The book on top of my desk recently is The Halo Effect, by Philip Rosenzweig. After you've been doing heavy research for some years on a book, you start to see all the threads are cross-connected in ever more complex ways. So, Nassim Taleb provides a cover blurb for The Halo Effect,, and I already lean on Taleb's The Black Swan in my introduction (a grand sweeping attempt to re-view programming in the context of psychology, philosophy, physics(!), and human history), and also used Taleb's Fooled by Randomness in the Psychology of Incompetence chapter.
What does The Halo Effect have to do with the psychology of programming? Actually, the name refers to a psychology study by Thorndike in the 50's, in which he found that superior officers tended to rate subordinates as either good at everything, or lousy at everything. No nuances in between, no people who had both significant strengths and significant weaknesses.
One thing psychology is not so good at is re-integrating its own findings over time. Pyschology researchers go off building up their own particular ideas, and they have little incentive to note how their idea (invariably with its own cute coined terminology) overlaps with others, or with much older research ideas. Starbuck (see below) has insights on this problem for both psychology and social science research. To me, the Halo Effect is pretty much the Fundamental Attribution Error examined in a context of group dynamics, and that is how I will use it.
The first nitty-gritty psychology chapter in my book is Attribution Errors, because I think the Fundamental Attribution Error is really the most simple and influential psychology concept you can learn, especially as applied to others (most of the book is focused on the individual mind, so it's good to get something group-related out at the beginning). Rosenzweig's book gives me a slightly different slant on the FAE and, being at least modestly academic, provides some relevant references into the psych research literature, which I always appreciate for my next research trip to the University of Washington.
Rosenzweig relentlessly dismantles the validity of Jim Collins' uber-popular business books, based on fundamental flaws in his research model. This makes me look to see if Rosenzweig is connected to another thread: William Starbuck. But no, "Starbuck" is not in the index (though "Starbucks" is). Did Rosenzweig really not read Starbuck's astounding The Production of Knowledge, in which he dismantles, not just the research methodology of some popular business books, but the entire field of social science research? OK, well Starbuck was recent, 2006. But Jerome Kagan is not in the index either, and he was pointing to problems with research that relies on questionnaires at least as far back as 1989, in his book "Unstable Ideas". Kagan never lets himself forget that he long ago mistakenly believed (and taught) that autism was caused by the behavior of mothers; he uses the memory of that mistake to maintain a high degree of skepticism about the limits of research.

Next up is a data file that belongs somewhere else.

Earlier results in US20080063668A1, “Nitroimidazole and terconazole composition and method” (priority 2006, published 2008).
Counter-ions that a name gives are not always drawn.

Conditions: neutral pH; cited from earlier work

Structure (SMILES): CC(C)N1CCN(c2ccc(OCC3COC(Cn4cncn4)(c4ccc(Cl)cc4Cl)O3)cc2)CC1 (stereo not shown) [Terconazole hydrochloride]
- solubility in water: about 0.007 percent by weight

This is the curse of modern academic life. The sheer volume of ideas produced and published each year guarantees that you will overlook some useful ideas that are highly relevant to your own. All you can do is push your ideas out there, and hope the connections you missed don't completely invalidate your work, and that they will be spotted and put together by someone else.
The flip side of this curse is that it makes possible the modern Renaissance man (or woman) of science. When Richard Feynman made his brief foray into biology, he quipped that he was able to quickly make a contribution because he hadn't wasted all that time learning the names of every little body part, like a "real" biologist has to do. In this world of information overload, the amateur who is willing to plunge into hours of reading just looking for connections can sometimes make a contribution in a field that nominally requires deep expertise.
Thus, just yesterday I find myself, sans medical degree, writing to the author of a medical study appearing in the headlines this week to point out what the experts in his field have overlooked. The headlines were about the discovery that kidney failure patients on dialysis who live at high altitudes do better than those at low altitudes. The renal specialists, of course, imagine that this must be somehow connected to the hypoxia of altitude stimulating more red blood cell production. What I know, that they don't, is that a) it takes more altitude than they imagine to stimulate red blood cell production (that literature lies in sports medicine, which nephrologists do not read) and b) there was a recently discovered amazing effect: oxygen breathing can stimulate EPO, the natural hormone that tells the bone marrow to make more red blood cells.
The trick for me is knowing that nurses will put a dialysis patient on oxygen if their oximeter indicates serum levels are low. Thus, the most likely way that altitude influences dialysis patient outcome is by virtue of the fact that they are getting more oxygen, and their caregivers are unaware that this can stimulate red blood cell production, just like giving them a shot of Procrit.
Of course, as my mother-in-law likes to exclaim "But you don't get paid for any of that!". Which is true, and makes me realize it's time to get back to writing my damn book.